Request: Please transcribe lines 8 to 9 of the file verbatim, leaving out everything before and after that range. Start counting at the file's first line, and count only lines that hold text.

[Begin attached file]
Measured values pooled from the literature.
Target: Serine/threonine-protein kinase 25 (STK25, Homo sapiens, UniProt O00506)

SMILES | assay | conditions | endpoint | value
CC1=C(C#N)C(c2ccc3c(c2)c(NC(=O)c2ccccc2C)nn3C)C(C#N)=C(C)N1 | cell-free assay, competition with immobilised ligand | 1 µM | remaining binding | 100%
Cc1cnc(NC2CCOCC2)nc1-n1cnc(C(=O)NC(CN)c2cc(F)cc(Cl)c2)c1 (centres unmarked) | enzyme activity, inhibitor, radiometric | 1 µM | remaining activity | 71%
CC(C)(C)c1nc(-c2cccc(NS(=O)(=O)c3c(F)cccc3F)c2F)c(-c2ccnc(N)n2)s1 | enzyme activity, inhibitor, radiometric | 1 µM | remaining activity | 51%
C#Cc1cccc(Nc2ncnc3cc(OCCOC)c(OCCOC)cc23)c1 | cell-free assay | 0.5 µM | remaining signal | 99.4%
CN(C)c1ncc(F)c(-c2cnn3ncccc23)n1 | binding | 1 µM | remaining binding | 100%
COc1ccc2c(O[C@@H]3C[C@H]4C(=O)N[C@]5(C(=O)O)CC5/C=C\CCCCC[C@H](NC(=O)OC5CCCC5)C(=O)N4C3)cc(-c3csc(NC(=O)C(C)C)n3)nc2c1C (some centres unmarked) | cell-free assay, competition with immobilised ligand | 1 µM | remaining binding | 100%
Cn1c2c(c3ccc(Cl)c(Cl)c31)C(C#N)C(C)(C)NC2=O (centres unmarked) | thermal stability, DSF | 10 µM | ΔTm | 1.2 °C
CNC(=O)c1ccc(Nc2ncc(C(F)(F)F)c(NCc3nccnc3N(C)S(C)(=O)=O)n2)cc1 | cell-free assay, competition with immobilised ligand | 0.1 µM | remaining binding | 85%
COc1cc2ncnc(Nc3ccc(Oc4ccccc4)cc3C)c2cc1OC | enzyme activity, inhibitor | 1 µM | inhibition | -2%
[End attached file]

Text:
CN(C)c1ncc(F)c(-c2cnn3ncccc23)n1 | binding | 1 µM | remaining binding | 100%
COc1ccc2c(O[C@@H]3C[C@H]4C(=O)N[C@]5(C(=O)O)CC5/C=C\CCCCC[C@H](NC(=O)OC5CCCC5)C(=O)N4C3)cc(-c3csc(NC(=O)C(C)C)n3)nc2c1C (some centres unmarked) | cell-free assay, competition with immobilised ligand | 1 µM | remaining binding | 100%